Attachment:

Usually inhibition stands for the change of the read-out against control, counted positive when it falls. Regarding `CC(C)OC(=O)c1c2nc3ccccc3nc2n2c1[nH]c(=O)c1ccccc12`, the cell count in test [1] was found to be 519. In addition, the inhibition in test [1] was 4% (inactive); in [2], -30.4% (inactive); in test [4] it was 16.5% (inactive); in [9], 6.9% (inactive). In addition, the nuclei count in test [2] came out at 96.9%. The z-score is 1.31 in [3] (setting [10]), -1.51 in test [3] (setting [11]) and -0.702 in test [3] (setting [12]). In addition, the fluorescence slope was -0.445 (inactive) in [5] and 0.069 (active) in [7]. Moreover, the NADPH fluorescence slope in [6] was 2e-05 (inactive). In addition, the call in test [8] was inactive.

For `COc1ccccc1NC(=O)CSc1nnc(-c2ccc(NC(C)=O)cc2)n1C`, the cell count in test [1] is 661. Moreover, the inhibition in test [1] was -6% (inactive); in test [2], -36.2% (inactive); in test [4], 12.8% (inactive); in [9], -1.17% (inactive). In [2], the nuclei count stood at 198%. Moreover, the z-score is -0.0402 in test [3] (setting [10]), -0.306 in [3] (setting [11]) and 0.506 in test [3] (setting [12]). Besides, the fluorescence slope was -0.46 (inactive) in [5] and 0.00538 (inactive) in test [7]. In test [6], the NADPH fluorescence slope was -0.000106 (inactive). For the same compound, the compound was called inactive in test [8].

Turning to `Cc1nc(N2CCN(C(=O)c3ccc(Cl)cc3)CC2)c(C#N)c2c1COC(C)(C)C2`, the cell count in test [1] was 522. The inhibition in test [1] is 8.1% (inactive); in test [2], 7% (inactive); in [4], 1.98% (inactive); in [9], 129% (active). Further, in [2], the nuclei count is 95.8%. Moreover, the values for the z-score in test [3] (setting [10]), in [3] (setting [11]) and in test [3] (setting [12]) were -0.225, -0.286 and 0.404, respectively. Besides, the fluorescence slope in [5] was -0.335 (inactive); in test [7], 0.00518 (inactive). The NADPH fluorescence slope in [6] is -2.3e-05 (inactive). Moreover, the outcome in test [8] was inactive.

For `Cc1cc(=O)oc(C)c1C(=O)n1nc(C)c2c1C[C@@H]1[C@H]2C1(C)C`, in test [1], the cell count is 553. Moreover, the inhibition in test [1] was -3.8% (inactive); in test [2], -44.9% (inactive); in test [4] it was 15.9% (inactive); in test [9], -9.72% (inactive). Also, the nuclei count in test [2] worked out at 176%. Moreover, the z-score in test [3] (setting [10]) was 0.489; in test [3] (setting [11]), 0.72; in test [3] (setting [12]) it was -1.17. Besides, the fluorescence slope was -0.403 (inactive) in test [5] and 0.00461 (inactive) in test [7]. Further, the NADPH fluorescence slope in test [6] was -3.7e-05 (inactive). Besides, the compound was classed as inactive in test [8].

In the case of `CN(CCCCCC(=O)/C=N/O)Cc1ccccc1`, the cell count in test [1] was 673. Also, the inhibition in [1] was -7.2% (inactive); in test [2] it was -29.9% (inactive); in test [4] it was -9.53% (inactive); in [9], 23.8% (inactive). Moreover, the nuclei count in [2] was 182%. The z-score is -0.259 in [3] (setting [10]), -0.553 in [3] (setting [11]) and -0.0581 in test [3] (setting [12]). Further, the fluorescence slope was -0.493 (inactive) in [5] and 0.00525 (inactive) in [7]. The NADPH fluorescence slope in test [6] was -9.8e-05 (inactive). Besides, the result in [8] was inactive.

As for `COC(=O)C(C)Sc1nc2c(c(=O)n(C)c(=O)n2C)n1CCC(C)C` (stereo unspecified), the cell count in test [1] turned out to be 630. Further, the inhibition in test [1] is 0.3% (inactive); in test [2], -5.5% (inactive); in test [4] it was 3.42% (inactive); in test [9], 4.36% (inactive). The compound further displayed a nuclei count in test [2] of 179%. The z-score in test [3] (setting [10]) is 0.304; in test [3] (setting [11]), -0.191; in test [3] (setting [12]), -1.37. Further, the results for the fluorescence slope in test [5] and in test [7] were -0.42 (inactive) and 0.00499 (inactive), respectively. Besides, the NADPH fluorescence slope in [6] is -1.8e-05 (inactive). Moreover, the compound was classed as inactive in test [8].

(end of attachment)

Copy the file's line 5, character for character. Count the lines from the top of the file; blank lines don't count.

In the case of `CN(CCCCCC(=O)/C=N/O)Cc1ccccc1`, the cell count in test [1] was 673. Also, the inhibition in [1] was -7.2% (inactive); in test [2] it was -29.9% (inactive); in test [4] it was -9.53% (inactive); in [9], 23.8% (inactive). Moreover, the nuclei count in [2] was 182%. The z-score is -0.259 in [3] (setting [10]), -0.553 in [3] (setting [11]) and -0.0581 in test [3] (setting [12]). Further, the fluorescence slope was -0.493 (inactive) in [5] and 0.00525 (inactive) in [7]. The NADPH fluorescence slope in test [6] was -9.8e-05 (inactive). Besides, the result in [8] was inactive.